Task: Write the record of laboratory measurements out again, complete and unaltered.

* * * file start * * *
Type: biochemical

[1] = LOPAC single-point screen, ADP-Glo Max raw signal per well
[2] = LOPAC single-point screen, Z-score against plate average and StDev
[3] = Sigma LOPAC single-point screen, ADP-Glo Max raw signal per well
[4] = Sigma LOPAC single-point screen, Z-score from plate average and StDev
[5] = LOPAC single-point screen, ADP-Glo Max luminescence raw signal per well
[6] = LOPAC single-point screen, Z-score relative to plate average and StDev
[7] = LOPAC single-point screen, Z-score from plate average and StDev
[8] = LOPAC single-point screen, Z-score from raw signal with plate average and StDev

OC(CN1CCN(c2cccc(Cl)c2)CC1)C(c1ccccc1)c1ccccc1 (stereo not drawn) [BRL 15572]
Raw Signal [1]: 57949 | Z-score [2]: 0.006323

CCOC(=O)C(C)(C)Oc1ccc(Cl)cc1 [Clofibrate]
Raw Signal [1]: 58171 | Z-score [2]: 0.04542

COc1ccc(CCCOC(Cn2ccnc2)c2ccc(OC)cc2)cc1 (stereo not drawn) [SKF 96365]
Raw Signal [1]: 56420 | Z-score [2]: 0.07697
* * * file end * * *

Type: biochemical

[1] = LOPAC single-point screen, ADP-Glo Max raw signal per well
[2] = LOPAC single-point screen, Z-score against plate average and StDev
[3] = Sigma LOPAC single-point screen, ADP-Glo Max raw signal per well
[4] = Sigma LOPAC single-point screen, Z-score from plate average and StDev
[5] = LOPAC single-point screen, ADP-Glo Max luminescence raw signal per well
[6] = LOPAC single-point screen, Z-score relative to plate average and StDev
[7] = LOPAC single-point screen, Z-score from plate average and StDev
[8] = LOPAC single-point screen, Z-score from raw signal with plate average and StDev

OC(CN1CCN(c2cccc(Cl)c2)CC1)C(c1ccccc1)c1ccccc1 (stereo not drawn) [BRL 15572]
Raw Signal [1]: 57949 | Z-score [2]: 0.006323

CCOC(=O)C(C)(C)Oc1ccc(Cl)cc1 [Clofibrate]
Raw Signal [1]: 58171 | Z-score [2]: 0.04542

COc1ccc(CCCOC(Cn2ccnc2)c2ccc(OC)cc2)cc1 (stereo not drawn) [SKF 96365]
Raw Signal [1]: 56420 | Z-score [2]: 0.07697